Centerville Twp. Orders Removal of Internet Tower, Nearby Winery says it Hurt Views

Leelanau County needs better internet service, according to local officials – but at what cost?

After being granted a permit, an internet service provider put up an internet tower in Centerville Township last week. But those plans came crashing down, after a neighboring winery said the tower blocked views, which they say would hurt their business.

The zoning board of appeals ordered the removal of the pole. The 120-foot pole was toppled over on Friday afternoon.

Chateau Fontaine winery has gone back and forth with pole owner Cherry Capital Communications for months. The proposed site for the pole was less than 500 feet from their vineyard. The winery wants to start hosting weddings and other special events, and says the tower would block vistas and discourage business.

“No one’s going to want to have an event up here and be looking at a WiFi tower, said Doug Matthies of Chateau Fontaine winery. “We’re fighting for our rural landscapes and our property values and the furthering of our business.”

Early this year, Tim Maylone of Cherry Capital Communications applied for the permit to erect his tower. The Centerville Township planning commission initially gave him the O.K., but the zoning board of appeals reversed that decision days later. Maylone took the issue to circuit court, and a judge told both parties to reach a settlement.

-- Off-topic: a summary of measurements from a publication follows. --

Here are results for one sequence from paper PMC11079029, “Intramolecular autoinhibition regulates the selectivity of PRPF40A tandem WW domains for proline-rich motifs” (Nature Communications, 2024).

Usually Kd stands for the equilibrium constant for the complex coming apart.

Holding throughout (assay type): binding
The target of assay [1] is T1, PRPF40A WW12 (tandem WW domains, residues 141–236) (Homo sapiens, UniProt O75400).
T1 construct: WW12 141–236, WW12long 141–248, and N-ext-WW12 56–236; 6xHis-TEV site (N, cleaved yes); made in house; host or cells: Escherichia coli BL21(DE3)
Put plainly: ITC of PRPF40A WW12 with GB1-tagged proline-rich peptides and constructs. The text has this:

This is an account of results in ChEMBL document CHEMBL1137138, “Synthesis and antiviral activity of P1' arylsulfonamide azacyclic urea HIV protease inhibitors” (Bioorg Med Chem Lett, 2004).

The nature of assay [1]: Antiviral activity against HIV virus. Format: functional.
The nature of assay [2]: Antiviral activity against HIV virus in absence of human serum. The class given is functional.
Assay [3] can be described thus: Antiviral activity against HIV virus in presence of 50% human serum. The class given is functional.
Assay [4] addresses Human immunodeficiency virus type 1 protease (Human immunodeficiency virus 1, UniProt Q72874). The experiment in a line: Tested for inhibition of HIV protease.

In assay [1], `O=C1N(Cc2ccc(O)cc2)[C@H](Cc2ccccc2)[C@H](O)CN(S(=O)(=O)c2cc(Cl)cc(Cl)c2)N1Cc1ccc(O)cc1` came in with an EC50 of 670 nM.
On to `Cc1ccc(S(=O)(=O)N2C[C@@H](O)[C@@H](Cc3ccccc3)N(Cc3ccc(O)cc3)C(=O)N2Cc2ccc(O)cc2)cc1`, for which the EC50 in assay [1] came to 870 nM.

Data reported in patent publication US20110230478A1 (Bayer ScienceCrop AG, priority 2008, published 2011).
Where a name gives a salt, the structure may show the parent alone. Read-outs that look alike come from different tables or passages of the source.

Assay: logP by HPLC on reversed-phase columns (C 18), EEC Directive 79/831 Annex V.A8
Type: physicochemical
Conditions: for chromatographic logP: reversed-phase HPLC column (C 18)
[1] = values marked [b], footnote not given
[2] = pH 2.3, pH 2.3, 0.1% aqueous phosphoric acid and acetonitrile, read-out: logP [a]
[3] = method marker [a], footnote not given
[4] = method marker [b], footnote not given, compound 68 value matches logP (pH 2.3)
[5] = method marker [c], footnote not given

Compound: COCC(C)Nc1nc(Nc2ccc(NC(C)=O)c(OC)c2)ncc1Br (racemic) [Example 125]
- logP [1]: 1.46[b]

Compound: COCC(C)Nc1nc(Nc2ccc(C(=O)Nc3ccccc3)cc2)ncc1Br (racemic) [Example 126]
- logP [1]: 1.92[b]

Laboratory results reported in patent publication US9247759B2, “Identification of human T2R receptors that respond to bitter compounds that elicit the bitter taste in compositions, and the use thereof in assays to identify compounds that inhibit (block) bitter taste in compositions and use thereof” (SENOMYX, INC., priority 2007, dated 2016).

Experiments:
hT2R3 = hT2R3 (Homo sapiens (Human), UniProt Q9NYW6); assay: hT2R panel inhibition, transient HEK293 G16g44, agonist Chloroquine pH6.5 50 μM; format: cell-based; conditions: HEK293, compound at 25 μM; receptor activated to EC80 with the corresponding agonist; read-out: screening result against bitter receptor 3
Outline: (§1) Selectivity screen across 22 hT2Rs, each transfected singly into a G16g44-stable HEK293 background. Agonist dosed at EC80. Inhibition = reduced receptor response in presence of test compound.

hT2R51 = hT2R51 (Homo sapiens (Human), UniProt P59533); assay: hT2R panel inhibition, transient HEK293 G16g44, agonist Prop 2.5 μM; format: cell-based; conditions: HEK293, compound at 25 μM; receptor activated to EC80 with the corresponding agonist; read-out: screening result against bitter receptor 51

Maylone proposed setting up the pole so the zoning board of appeals could see its visual effect near the winery.

“Once they saw it, they agreed with all of our evidence and our statements, that it will hinder our property values and the future of our business,” said Matthies.

Maylone says that his towers is within county ordinances.

“Nobody owns the view beyond their property lines,” said Maylone. “We feel that we weren’t treated fairly and building a tower is within our rights to do.”

Centerville Township supervisor Jim Schwantes says the community’s commission consider aesthetic impact when making decisions.

“Everyone’s concerned that [there will be] too many towers to look at,” said Schwantes. “There are, in all of the ordinances, including ours, a want to minimize towers so they’re not just everywhere.”

Leelanau County is working on plans to contract municipal poles to private ISP’s.

“The county itself has authorized use of all of its towers and WiFi towers,” said Schwantes.

In the meantime, Cherry Capital Communications is still fighting for their tower.

“We’ll continue to fight for our right to build.”